Endpoint Security

Broadcom Reportedly Suspends Bid for Symantec

Acquisition Falls Through After Sale Price Negotiations Fail, According to News Reports
Broadcom Reportedly Suspends Bid for Symantec
(Photo: LPS.1 via Wikicommons/CC)

Semiconducter manufacturing giant Broadcom is suspending its effort to acquire endpoint security firm Symantec after the two companies failed to agree on a sale price, according to sources that spoke to CNBC on Monday. The two sides had been negotiating a deal for several weeks, according to published reports (see: Report: Broadcom in Discussions to Buy Symantec).

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The possible deal between the two companies ended over the weekend after Symantec executives insisted on a sale price of about $28 per share, according to CNBC's sources. After weeks of watching its stock price soar, Symantec shares dropped more than 15 percent by midday Monday following the news. By day's end, the stock price stood at $22.84, down about 10.5 percent.

Bloomberg reported that Symantec executives were asking for a sale price of $28.25 per share, which would have valued the company at $17.5 billion. The two firms were reportedly ready to announce the deal on Tuesday before negotiations broke down, according to Bloomberg.

On late Monday, the Financial Times reported that there is a possibility that the two companies could start renegotiating at some point.

Broadcom and Symantec didn't immediately respond to a request for comment.

A Tale of Two Companies

Symantec is struggling with issues ranging from poor sales to leadership changes.

In May, former Symantec CEO Greg Clark left abruptly and Richard Hill, a member of the company's board, took over as interim president and CEO. While Hill promised to focus on fixing issues within the endpoint security firm and increasing sales, the stories about the Broadcom deal seemed to show that Hill was also looking for a buyer for the company (see: Symantec CEO Exits as Company Misses Earnings Forecast).

While Symantec has struggled, Broadcom has been expanding.

In late 2018, the chip maker completed its massive acquisition of CA Technologies for $18.9 billion, which analysts saw as a way for Broadcom to diversify its portfolio and seek new revenue under the leadership of CEO Hock Tan (see: Broadcom Executive on Acquisition of CA Technologies).

Not every deal that Tan has worked on, however, has worked out for Broadcom. Starting in 2017, Tan attempted to acquire Qualcomm for $130 billion, but that deal was rebuffed by Qualcomm. Then Broadcom attempted to launch a hostile takeover of Qualcomm by electing a majority of the company's directors. That effort ended in March 2018, when President Donald Trump blocked the proposed acquisition on national security grounds.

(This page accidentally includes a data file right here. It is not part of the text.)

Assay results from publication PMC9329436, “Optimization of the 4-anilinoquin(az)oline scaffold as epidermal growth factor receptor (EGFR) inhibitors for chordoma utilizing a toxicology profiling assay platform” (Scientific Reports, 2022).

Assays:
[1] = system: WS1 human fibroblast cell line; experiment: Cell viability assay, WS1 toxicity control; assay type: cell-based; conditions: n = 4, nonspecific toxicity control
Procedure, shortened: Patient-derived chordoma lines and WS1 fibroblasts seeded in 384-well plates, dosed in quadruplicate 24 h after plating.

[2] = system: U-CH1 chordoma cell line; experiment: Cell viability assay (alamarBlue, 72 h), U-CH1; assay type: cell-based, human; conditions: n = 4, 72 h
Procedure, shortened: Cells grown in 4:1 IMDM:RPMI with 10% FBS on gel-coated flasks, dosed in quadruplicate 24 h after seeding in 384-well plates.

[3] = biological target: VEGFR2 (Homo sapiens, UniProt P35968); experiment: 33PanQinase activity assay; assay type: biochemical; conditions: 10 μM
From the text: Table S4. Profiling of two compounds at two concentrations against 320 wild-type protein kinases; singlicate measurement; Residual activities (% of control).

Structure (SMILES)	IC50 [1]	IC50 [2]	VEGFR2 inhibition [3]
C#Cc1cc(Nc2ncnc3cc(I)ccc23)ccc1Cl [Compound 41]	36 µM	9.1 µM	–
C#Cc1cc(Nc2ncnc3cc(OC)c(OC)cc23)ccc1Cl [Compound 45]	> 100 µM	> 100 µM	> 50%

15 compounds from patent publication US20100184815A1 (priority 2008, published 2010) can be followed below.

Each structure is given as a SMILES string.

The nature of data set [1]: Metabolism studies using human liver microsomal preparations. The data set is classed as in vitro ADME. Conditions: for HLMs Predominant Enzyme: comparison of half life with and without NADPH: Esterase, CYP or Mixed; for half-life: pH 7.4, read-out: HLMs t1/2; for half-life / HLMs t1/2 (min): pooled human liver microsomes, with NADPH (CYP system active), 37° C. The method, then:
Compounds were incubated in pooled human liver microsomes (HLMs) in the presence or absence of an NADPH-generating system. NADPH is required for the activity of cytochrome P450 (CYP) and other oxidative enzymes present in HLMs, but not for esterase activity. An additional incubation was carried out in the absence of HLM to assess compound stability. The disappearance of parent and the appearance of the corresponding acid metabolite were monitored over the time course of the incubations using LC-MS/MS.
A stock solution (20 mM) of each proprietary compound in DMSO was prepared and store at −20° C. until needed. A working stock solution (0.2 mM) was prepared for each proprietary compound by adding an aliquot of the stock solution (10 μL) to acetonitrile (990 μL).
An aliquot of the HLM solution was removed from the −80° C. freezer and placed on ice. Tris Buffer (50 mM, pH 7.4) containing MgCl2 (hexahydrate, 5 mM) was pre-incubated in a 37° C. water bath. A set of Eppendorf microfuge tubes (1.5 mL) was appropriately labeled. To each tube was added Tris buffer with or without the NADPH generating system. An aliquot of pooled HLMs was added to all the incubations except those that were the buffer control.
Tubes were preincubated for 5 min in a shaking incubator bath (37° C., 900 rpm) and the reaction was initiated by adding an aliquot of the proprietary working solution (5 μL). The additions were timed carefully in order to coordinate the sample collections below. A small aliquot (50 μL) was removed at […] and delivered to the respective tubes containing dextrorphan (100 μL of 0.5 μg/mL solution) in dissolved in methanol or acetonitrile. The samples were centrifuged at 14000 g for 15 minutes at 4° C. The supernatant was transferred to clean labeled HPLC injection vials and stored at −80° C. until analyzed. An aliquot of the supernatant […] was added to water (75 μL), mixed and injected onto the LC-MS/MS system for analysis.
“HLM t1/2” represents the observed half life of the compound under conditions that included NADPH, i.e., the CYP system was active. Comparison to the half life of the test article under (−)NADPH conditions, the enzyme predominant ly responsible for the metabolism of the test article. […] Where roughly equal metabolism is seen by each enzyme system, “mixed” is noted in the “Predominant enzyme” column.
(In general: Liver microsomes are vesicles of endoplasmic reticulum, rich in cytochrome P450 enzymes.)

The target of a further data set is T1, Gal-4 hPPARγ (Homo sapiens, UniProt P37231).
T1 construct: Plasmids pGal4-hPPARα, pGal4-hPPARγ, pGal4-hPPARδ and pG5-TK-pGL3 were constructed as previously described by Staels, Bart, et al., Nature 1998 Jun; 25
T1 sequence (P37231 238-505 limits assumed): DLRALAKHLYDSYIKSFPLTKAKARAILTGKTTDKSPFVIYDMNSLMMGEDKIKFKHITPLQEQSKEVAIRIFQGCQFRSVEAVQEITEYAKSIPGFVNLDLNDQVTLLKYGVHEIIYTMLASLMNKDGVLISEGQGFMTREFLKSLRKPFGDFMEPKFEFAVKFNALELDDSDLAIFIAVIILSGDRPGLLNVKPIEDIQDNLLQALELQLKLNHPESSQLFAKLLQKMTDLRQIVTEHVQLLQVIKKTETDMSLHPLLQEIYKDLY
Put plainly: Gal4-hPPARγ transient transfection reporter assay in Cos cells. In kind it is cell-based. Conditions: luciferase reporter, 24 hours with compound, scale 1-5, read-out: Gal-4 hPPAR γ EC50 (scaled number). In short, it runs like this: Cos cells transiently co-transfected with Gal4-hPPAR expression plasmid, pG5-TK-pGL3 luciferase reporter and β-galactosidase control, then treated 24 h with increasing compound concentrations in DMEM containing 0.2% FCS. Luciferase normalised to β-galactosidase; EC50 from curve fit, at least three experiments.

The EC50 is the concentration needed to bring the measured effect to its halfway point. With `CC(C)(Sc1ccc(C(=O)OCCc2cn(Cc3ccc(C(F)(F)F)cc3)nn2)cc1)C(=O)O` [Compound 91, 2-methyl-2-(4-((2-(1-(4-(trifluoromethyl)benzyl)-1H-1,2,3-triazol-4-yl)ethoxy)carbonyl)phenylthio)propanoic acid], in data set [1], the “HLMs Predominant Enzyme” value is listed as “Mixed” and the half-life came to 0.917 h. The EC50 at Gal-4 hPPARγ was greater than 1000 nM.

It's not yet clear whether Symantec and Broadcom might restart negotiations. But Wedbush Securities analyst Daniel Ives believes that the $28 per share price for Symantec was a fair asking price, SeekingAlpha reports.

"This is a game of high stakes poker, and ultimately Symantec's board wanted a minimum of $28 per share in a bid which was at the high end of the range ($26 to $28) that we believe would have been fair value in a transaction with Broadcom," Ives writes, according to SeekingAlpha.

Changing Times

The reported end of the deal between Symantec and Broadcom comes at a time of rapid change within the cybersecurity market.

McAfee reportedly is planning to again become a public company. The initial public offering, which could be announced later this year, could and raise more than a $1 billion, according to the Wall Street Journal, which first published the story about the announcement (see: Cybersecurity Firm McAfee Preps for Public Market Return).

Earlier, private equity firm Insight Partners announced it would acquire threat intelligence specialist Recorded Future in a $780 million all-cash deal (see: Sale of Recorded Future a Highlight of Big InfoSec M&A Week).

The deal involving Recorded Future came at the end of a week that saw FireEye announce that it had closed a $250 million deal to acquire Verodin, which offers a platform for measuring and managing cybersecurity effectiveness.

Meanwhile, Palo Alto Networks paid $410 million to buy Twistlock, which specializes in container security. And it plans to buy PureSec, which helps customers develop and secure serverless applications, but the terms have not been disclosed while the deal is being finalized.


About the Author

Scott Ferguson

Scott Ferguson

Managing Editor, News Desk

Ferguson is the managing editor for the news desk at Information Security Media Group. He's been covering the IT industry for more than 13 years. Before joining ISMG, Ferguson was editor-in-chief at eWEEK and director of audience development for InformationWeek. He's also written and edited for Light Reading, Security Now, Enterprise Cloud News, TU-Automotive, Dice Insights and DevOps.com.




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